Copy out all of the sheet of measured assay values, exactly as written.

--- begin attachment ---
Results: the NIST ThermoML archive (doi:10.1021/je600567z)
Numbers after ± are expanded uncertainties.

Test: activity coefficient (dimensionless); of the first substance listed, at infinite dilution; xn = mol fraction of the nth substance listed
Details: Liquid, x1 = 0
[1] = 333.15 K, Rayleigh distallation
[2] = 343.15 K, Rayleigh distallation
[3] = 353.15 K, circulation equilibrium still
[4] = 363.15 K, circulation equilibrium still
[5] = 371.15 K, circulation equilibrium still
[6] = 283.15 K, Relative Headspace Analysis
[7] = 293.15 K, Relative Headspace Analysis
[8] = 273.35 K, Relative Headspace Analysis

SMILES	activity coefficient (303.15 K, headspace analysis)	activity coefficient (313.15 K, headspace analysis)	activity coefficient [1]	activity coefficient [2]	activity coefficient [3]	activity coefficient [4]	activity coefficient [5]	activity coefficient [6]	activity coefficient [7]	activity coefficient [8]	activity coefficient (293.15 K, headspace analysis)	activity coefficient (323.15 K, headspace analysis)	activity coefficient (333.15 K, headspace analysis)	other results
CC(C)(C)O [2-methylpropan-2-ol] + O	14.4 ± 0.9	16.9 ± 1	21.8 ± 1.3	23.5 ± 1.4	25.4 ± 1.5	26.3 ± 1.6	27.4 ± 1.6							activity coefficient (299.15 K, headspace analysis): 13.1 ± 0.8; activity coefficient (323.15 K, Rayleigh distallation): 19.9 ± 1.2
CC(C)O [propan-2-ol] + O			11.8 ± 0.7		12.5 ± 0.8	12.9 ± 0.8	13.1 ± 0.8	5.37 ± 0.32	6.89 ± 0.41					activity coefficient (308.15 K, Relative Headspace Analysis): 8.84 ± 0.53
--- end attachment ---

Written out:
Results: the NIST ThermoML archive (doi:10.1021/je600567z)
Numbers after ± are expanded uncertainties.

Test: activity coefficient (dimensionless); of the first substance listed, at infinite dilution; xn = mol fraction of the nth substance listed
Details: Liquid, x1 = 0
[1] = 333.15 K, Rayleigh distallation
[2] = 343.15 K, Rayleigh distallation
[3] = 353.15 K, circulation equilibrium still
[4] = 363.15 K, circulation equilibrium still
[5] = 371.15 K, circulation equilibrium still
[6] = 283.15 K, Relative Headspace Analysis
[7] = 293.15 K, Relative Headspace Analysis
[8] = 273.35 K, Relative Headspace Analysis

SMILES	activity coefficient (303.15 K, headspace analysis)	activity coefficient (313.15 K, headspace analysis)	activity coefficient [1]	activity coefficient [2]	activity coefficient [3]	activity coefficient [4]	activity coefficient [5]	activity coefficient [6]	activity coefficient [7]	activity coefficient [8]	activity coefficient (293.15 K, headspace analysis)	activity coefficient (323.15 K, headspace analysis)	activity coefficient (333.15 K, headspace analysis)	other results
CC(C)(C)O [2-methylpropan-2-ol] + O	14.4 ± 0.9	16.9 ± 1	21.8 ± 1.3	23.5 ± 1.4	25.4 ± 1.5	26.3 ± 1.6	27.4 ± 1.6							activity coefficient (299.15 K, headspace analysis): 13.1 ± 0.8; activity coefficient (323.15 K, Rayleigh distallation): 19.9 ± 1.2
CC(C)O [propan-2-ol] + O			11.8 ± 0.7		12.5 ± 0.8	12.9 ± 0.8	13.1 ± 0.8	5.37 ± 0.32	6.89 ± 0.41					activity coefficient (308.15 K, Relative Headspace Analysis): 8.84 ± 0.53